The Bay State has been abuzz this month at news that more than 8,000 Uber and Lyft drivers statewide failed new, more extensive background checks mandated under legislation Massachusetts Gov. Charlie Baker signed last August.
Alarmist headlines notwithstanding, the facts are that this law is not likely to improve public safety but is instead a prime example of thinly-veiled protectionism.
Under the terms of H.B. 4570, a new division was created within the Department of Public Utilities to oversee transportation network companies that offer smartphone-based ridehailing apps. As a precondition to operate a so-called Transportation Network Company (TNC) vehicle legally, the law requires a driver to get a “background check clearance certificate," the first stage of which requires the TNCs to screen applicants based on standards set by the division.
The ridesharing companies satisfied this part of the process by agreeing to memoranda of understanding. In Uber’s MOU, the firm agreed to conduct “a multi-state/multi-jurisdiction criminal records locator,” and to cross-reference those searches with the National Sex Offender Registry and motor-vehicle records. This part largely mirrors how ridesharing firms already vet drivers for criminal history. Uber and Lyft’s rules, for example, reject drivers if they have committed a felony in the past seven years.
The second part of the background-check process forces the TNCs to submit their applicants’ information to the state, where it is referred to the Department of Criminal Justice Information Services. Additionally, the CJIS, according to Massachusetts law, can gather information about “adult and youthful offender convictions, non-convictions, [and] previous and pending hearings conducted.”
This is where an array of ethical and practical objections emerges. Of the 10,500 infractions the background checks turned up (some rejected drivers had multiple infractions), the top three categories were: license suspensions (1,640); driver not licensed long enough (1,580); and open cases (1,250). The first category might pose minor safety issues worth addressing, but the latter two are dubious, at best.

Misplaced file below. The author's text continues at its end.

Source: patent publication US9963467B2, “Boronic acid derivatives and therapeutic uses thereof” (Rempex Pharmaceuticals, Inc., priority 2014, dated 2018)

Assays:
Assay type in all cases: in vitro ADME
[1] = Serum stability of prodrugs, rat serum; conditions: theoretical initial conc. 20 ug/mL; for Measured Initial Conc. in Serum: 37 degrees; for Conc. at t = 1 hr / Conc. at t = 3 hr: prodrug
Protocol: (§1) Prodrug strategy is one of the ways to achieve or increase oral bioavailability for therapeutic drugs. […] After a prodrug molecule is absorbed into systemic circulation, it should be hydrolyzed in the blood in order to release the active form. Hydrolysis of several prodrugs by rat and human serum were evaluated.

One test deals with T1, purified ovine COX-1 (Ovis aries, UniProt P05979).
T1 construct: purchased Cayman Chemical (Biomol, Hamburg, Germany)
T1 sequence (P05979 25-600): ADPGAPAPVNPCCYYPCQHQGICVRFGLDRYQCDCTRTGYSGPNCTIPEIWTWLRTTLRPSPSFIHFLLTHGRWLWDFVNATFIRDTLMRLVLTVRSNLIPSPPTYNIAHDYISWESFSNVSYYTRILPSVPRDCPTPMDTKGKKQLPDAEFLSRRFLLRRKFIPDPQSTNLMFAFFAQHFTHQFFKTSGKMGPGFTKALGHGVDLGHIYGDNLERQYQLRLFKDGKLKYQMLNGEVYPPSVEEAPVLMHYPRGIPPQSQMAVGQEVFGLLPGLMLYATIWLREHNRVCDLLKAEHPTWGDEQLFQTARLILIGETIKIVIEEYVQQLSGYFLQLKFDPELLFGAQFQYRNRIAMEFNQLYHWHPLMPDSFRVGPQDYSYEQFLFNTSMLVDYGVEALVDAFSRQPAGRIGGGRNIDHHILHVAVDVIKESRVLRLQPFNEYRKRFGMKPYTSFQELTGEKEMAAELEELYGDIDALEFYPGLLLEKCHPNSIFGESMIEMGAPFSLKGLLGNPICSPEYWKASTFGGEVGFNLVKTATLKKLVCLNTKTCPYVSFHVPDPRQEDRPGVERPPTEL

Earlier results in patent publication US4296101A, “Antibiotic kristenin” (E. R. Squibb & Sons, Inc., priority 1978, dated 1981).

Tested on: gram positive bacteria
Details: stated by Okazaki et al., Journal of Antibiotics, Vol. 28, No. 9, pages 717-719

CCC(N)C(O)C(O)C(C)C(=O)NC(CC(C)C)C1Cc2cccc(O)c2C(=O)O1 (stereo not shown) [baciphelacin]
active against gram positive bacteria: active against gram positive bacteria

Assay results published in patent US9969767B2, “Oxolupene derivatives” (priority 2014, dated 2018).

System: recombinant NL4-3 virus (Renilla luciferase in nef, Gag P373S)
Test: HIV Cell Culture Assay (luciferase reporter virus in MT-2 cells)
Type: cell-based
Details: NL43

Open cases are defined as “any outstanding or unresolved criminal proceedings.” Using this category to deny jobs to otherwise law-abiding citizens amounts to the government suspending the presumption that one actually must be proven guilty to bear the consequences of criminal allegations. “Driver not licensed long enough” is simply a technical disqualification. Drivers under age 23 are required to have a license for at least three years to pass the screening. Those over age 23 must be licensed at least one year. All told, these three categories account for just under 6,000 infractions, all of which are likely nonviolent and pose little, if any, public-safety threat.
It's important to bear in mind how the more stringent background-check requirements became law. Massachusetts policymakers called for the tighter restrictions after several alleged driver assault incidents. But even combining the tallies for “serious violent crimes” and “less serious violent crimes,” the checks turned up just 1,559 records of violent infractions, out of more than 10,000 total. Moreover, recall that Uber and Lyft already reject both violent and nonviolent felons convicted within the last seven years, meaning these records were likely even older.
This raises a key moral question. Are those who have committed a violent crime in the past beyond redemption? Should they not be allowed to reintegrate into society after they have paid their debt to society? Recently, a coalition of policy organizations from both the left and right ends of the political spectrum formed to address just this issue. If the goal of our justice system is to correct behavior and rehabilitate offenders, punishing them indefinitely for a timeworn offense is morally unacceptable.
Another set of questions center on how likely it is that a person with a past conviction will commit another violent act, as well as identifying at what point an ex-offender should once be considered part of the general population. Under the law, the “point of redemption” occurs at around eight years for those who committed crimes as a youth and at only three years for older offenders. Digging up records of past acts of violence—stretching back potentially as far as childhood—may make people feel safer. However, its practical effect is to lock out of social and economic life precisely those people who need that access the most.
In a familiar pattern, entrenched taxi interests are applauding this development. The Boston Globe reported that taxicab representatives want even stricter requirements for TNC drivers, including mandatory fingerprinting. Unfortunately, entrenched interest groups often benefit from erecting barriers to competition. In the meantime, consumers and those trying to earn an honest living will be caught with the bill.
The views expressed by contributors are their own and are not the views of The Hill.